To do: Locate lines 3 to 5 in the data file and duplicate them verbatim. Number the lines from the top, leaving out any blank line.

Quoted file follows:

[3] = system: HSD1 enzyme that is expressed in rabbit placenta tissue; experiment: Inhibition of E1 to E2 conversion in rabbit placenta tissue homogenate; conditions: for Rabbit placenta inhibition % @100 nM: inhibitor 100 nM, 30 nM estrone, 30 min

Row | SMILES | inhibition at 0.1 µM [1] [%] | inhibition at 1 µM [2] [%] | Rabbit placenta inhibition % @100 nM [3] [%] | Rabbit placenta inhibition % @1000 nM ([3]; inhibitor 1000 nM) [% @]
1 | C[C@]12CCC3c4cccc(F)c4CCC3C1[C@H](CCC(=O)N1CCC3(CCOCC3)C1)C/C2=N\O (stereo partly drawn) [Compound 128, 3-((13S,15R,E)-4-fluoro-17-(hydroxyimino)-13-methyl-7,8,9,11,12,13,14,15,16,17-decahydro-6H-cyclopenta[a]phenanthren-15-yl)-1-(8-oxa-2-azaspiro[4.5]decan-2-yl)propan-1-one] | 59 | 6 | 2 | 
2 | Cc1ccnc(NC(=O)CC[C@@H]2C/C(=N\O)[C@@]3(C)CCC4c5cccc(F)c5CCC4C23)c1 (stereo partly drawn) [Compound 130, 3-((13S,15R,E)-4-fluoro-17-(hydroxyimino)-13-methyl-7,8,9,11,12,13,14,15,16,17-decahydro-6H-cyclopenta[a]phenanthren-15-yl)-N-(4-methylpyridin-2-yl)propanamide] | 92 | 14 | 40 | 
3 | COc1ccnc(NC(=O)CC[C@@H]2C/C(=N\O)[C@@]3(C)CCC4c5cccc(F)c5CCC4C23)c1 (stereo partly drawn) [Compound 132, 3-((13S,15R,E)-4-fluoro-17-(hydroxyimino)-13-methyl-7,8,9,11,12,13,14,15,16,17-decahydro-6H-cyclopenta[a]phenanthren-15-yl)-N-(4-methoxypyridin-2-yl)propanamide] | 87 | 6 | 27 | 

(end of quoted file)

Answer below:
1 | C[C@]12CCC3c4cccc(F)c4CCC3C1[C@H](CCC(=O)N1CCC3(CCOCC3)C1)C/C2=N\O (stereo partly drawn) [Compound 128, 3-((13S,15R,E)-4-fluoro-17-(hydroxyimino)-13-methyl-7,8,9,11,12,13,14,15,16,17-decahydro-6H-cyclopenta[a]phenanthren-15-yl)-1-(8-oxa-2-azaspiro[4.5]decan-2-yl)propan-1-one] | 59 | 6 | 2 | 
2 | Cc1ccnc(NC(=O)CC[C@@H]2C/C(=N\O)[C@@]3(C)CCC4c5cccc(F)c5CCC4C23)c1 (stereo partly drawn) [Compound 130, 3-((13S,15R,E)-4-fluoro-17-(hydroxyimino)-13-methyl-7,8,9,11,12,13,14,15,16,17-decahydro-6H-cyclopenta[a]phenanthren-15-yl)-N-(4-methylpyridin-2-yl)propanamide] | 92 | 14 | 40 | 
3 | COc1ccnc(NC(=O)CC[C@@H]2C/C(=N\O)[C@@]3(C)CCC4c5cccc(F)c5CCC4C23)c1 (stereo partly drawn) [Compound 132, 3-((13S,15R,E)-4-fluoro-17-(hydroxyimino)-13-methyl-7,8,9,11,12,13,14,15,16,17-decahydro-6H-cyclopenta[a]phenanthren-15-yl)-N-(4-methoxypyridin-2-yl)propanamide] | 87 | 6 | 27 | 